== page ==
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Preserving Roses

When you find that one really beautiful bloom in the garden you have a few choices. Just stand there and truly appreciate the wonder of its beauty or cut it and continue to enjoy its beauty out of the garden. OR you can freeze that beauty forever by drying it. One might think that the drying would make it look different, but not always so. There are many varieties that, when dried, will appear as if they were frozen in time. That bloom then can be used and enjoyed for many more months in any number of ways from a small decorative arrangement to a forever Christmas ornament.

So, let’s start drying.

First you need to have a drying medium. I prefer commercially available Silica gel (found in almost all hobby shops) that has an indicator (blue crystals) that will turn pink if the gel has attracted moisture and will need to be heated before use to rid itself of the moisture (and then will turn back to blue to let you know it is now dry enough to use.)

Then you need the Rose. I pick late in the morning after the dew is gone (Don’t need to add water to the drying process) and I tend to dry roses that are less than 3 inches across and have between 5 and 40 petals. The rose has to be free from insect damage or disease as these flaws will be even more noticeable after drying. Very heavy petaled varieties have a greater chance of not drying completely and then will not hold form after removal from the gel. I also have found certain colors work best for me. My greatest successes have been with 'Tiffany Lynn', 'Foolish Pleasure', 'Soroptomist International', 'Autumn Splendor', 'Altissimo' to name a few.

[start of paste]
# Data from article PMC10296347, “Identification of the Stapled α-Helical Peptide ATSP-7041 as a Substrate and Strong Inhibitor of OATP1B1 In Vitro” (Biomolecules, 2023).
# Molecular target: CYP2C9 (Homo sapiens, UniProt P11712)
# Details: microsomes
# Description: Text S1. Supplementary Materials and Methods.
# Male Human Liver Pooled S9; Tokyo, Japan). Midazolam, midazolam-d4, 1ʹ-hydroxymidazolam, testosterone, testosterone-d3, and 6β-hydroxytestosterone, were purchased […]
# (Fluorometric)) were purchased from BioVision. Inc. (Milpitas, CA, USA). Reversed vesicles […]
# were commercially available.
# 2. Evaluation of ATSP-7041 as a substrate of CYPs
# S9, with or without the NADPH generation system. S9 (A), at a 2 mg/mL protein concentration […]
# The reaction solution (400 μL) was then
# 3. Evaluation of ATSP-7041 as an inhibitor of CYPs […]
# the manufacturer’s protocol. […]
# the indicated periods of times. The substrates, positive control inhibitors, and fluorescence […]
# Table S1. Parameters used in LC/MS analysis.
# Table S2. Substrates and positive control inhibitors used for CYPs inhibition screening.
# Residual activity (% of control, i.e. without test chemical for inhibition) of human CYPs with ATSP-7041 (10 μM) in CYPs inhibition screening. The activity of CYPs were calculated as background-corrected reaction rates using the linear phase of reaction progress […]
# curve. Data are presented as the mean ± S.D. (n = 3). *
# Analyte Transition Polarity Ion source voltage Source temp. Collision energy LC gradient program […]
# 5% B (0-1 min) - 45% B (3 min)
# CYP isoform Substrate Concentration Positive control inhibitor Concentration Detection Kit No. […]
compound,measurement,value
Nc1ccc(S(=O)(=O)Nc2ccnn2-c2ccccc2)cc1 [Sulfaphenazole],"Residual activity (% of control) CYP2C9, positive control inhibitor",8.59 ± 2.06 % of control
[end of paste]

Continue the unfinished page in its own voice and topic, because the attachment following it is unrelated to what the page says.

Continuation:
In prior years, we were always told to place a wire through the bloom to serve the source to create a stem, to use when arranging the blooms after drying. I don’t do that. I cut about an inch below the bloom and use that stem to attach a wire later. In that way I do not traumatize the bloom through rough manipulation.

I dry my roses in large plastic food storage containers. In this way I can dry a bud attached to a stem with its leaves, a large bloom with additional foliage and also other material. I will dry astilbe, lily of the valley, ferns, flowering sages, Queen Anne’s Lace. I will dry anything that might enhance my dry roses.

How long does it take for the silica gel to work? Your going to hate this, but it depends. It depends on the moisture content of the bloom. Usually 4 or 5 days for a 'Tiffany Lynn' is a benchmark to use as you start to experiment with your roses and in your area.

After dried, I keep my “supply” of roses and other dried materials in the same kind of large, air tight containers with about an inch of silica in the bottom. Drying during the season gives a bounty of blooms to use in the fall shows or for Holiday presents to your family and friends.

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